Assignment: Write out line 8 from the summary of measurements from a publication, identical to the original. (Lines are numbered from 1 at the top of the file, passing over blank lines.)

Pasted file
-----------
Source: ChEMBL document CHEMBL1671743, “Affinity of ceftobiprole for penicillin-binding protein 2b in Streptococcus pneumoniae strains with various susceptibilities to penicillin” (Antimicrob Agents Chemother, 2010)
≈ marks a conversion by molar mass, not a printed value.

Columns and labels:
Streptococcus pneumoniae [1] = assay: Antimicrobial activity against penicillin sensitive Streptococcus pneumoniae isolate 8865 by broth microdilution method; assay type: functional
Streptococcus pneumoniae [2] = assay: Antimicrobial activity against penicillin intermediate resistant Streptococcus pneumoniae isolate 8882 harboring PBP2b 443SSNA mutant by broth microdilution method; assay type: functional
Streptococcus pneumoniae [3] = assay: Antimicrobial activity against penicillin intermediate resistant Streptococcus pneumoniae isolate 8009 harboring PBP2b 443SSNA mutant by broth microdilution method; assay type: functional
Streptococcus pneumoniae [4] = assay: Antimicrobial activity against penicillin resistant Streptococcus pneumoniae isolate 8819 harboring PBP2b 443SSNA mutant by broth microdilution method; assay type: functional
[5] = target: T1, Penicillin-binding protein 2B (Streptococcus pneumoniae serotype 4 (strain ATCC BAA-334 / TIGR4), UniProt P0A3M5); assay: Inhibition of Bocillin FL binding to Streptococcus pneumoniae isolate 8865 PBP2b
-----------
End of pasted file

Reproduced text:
[5] = target: T1, Penicillin-binding protein 2B (Streptococcus pneumoniae serotype 4 (strain ATCC BAA-334 / TIGR4), UniProt P0A3M5); assay: Inhibition of Bocillin FL binding to Streptococcus pneumoniae isolate 8865 PBP2b